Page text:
Pilot Program in New Haven Focuses on Addiction Treatment for Inmates

Oct 5, 2016

Inmates with substance abuse issues face the highest risk of relapse, or fatal overdose, within the first few weeks of being released from incarceration. Research shows that 80 percent of former inmates with opiate dependence issues will relapse within a month of leaving jail. 

But a pilot program underway in New Haven is taking a new approach to addiction treatment before an inmate leaves a correctional facility. 

From basic needs like housing and income to reconnecting with family and navigating medical care, inmates face a range of challenges after being released from jail… and for addicts that can often lead back to drug use, crime, and prison.

Kevin Hill, 51, is a former officer with the Connecticut Department of Corrections.

"Been through some riots. Been through some bad times with the DOC and then became an inmate," Hill said. "I’ve been in and out since 1994, and I’ve done nothing but live under a bridge. I’ve had nothing since 1994."

Hill has battled a heroin addiction for years.

During his last sentence at the Willard-Cybulski Correctional Institution in Enfield, he learned about Living Free, a new voluntary program that integrates addiction treatment, health care, mental health, and peer mentorship.

We spoke at the program’s main clinic in New Haven with Yale psychiatry professor Sherry McKee, the director of FORDD, an outpatient addiction clinic of the Connecticut Mental Health Center. FORDD treats addiction issues in clients with criminal justice involvement.

McKee said inmates need to know that their risk for overdose is exceptionally high once they’re released.

"Because individuals have lost their tolerance," she said. "And without the education that they’ve lost their tolerance, they’re at very high risk of overdosing."

Kevin Hill seems uneasy at first telling his story, but he’s anxious to credit the program with helping him maintain his sobriety after being released. 

He’ll be sober 15 months on October 7, the longest time he’s gone without using in about 20 years. He said what makes this program different is the support and time he’s been given.

"Instead of: here, you’ve got 30 days to get your life together," Hill said. "Here’s a $50 Walmart card; now move on. It’s never been successful."

The Living Free program is a partnership between the Yale School of Medicine, the Connecticut Department of Correction, and the Connecticut Department of Mental Health and Addiction Services. The aim is to treat addiction among the prison population and reduce recidivism. It’s funded by a three year, $1.2 million federal grant.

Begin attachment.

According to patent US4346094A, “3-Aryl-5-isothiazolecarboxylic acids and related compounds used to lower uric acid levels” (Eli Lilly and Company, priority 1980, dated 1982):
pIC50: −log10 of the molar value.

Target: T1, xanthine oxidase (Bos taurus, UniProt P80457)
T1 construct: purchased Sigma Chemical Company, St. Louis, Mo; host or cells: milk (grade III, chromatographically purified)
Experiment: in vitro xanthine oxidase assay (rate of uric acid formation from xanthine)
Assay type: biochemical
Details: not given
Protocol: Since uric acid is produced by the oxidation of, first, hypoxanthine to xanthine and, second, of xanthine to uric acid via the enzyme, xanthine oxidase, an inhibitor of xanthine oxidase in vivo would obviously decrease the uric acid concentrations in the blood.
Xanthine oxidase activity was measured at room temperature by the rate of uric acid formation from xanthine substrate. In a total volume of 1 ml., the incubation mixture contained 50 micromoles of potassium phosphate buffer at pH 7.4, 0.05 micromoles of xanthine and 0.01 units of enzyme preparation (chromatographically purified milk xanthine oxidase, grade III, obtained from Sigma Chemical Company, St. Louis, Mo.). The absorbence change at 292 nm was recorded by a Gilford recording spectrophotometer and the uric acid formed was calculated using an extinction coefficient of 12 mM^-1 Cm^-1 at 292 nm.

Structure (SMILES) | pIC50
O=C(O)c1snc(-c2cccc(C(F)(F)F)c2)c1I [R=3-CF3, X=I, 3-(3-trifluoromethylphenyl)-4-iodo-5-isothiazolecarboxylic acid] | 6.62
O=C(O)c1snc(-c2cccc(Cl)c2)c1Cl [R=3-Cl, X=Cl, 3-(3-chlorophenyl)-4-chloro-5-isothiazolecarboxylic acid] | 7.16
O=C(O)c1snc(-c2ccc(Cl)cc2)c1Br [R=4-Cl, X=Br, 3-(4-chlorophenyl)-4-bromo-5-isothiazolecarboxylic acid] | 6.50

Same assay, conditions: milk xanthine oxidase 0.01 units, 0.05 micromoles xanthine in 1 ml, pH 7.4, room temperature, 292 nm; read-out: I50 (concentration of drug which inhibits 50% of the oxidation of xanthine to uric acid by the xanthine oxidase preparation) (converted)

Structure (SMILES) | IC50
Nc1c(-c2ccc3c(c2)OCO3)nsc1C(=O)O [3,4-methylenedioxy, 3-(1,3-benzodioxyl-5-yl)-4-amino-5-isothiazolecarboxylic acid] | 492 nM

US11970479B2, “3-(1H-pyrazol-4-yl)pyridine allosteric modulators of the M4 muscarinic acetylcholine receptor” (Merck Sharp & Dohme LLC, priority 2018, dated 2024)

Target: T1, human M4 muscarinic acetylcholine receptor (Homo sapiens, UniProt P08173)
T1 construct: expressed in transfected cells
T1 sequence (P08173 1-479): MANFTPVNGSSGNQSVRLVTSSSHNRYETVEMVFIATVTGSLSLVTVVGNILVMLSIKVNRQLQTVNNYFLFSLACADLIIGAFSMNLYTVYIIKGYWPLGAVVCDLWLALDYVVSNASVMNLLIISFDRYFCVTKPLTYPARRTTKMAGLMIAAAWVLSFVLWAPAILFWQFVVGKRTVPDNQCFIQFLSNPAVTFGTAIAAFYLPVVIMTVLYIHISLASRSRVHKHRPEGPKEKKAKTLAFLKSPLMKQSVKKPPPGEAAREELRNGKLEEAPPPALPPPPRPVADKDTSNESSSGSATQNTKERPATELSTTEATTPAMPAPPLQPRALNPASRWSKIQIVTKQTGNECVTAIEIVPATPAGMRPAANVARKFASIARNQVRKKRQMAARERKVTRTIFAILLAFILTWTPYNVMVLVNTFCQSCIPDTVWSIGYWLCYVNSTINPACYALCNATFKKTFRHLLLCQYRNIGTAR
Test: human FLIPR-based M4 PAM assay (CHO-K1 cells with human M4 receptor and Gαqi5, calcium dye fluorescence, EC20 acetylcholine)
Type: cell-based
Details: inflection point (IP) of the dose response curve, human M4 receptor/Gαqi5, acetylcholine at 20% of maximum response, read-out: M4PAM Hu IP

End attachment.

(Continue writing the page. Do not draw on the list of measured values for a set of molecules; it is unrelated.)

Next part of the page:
"The hard part is when you come back into society and everything starts moving in slow motion. You know, everything is not instant. Everything is a process."
Jerry Smart

Yale’s McKee said they’ve been enrolling inmates since March. The minimum treatment time is three months -- with no maximum.

"Care is completely individualized for the client, so we might keep somebody for even up to a year," she said. "And very often we have people who have now elected to stay longer than the minimum treatment stay."

For now, the program primarily recruits from the York Correctional Institution for women in Niantic and Willard-Cybulski. There are plans to expand to a third.

To qualify, inmates with addiction problems must be imprisoned for a minimum of three months and be returning to the New Haven area when they’re released. 

Lindsay Oberleitner, associate research scientist at Yale, works directly with the DOC to recruit eligible inmates. Once they're released, the program maintains very close contact.  

"Our community advocates are meeting them to get them on the medication they need," Oberleitner said. "Meeting them at a housing agency to help them coordinate that. Some people are having every single day contact as they get out, if their needs are high."

Community advocates like Jerry Smart are a big part of the program. They understand the struggles.

"I know, because I’ve been incarcerated," Smart said. "Your number one goal is that you want to be successful. I want to get out. I want to be a part of my kids' lives. I want to get a job. That’s the dream right there. The hard part is when you come back into society and everything starts moving in slow motion. You know, everything is not instant. Everything is a process."

Mary Ellen, 52, agrees. (She requested we not use her last name.) She’s a college-educated mother of three who ran a family business. But anxiety, depression, and alcoholism led to prison time at the York Correctional Institution. She’s in the Living Free program now and has three solid months of sobriety -- the longest she’s been sober in years. 

"Here I met with their psychiatrist," she said. "He asked me questions that I’ve never been asked before. But that’s because he took the time to know Mary Ellen. [But] in rehab, I don’t know if it’s time; I don’t know if it’s money; but they don’t do that. And again, I’m not proud, but I’ve been to multiple rehabs."

Living Free facilitators have said their program could be more cost-effective. According to their research and data, a client can be treated for around $4,000, while it costs the state of Connecticut about $52,000 a year to keep an inmate behind bars. 

WNPR’s Opioid Addiction Crisis Reporting Initiative is supported by Hartford HealthCare Behavioral Health Network’s MATCH Program.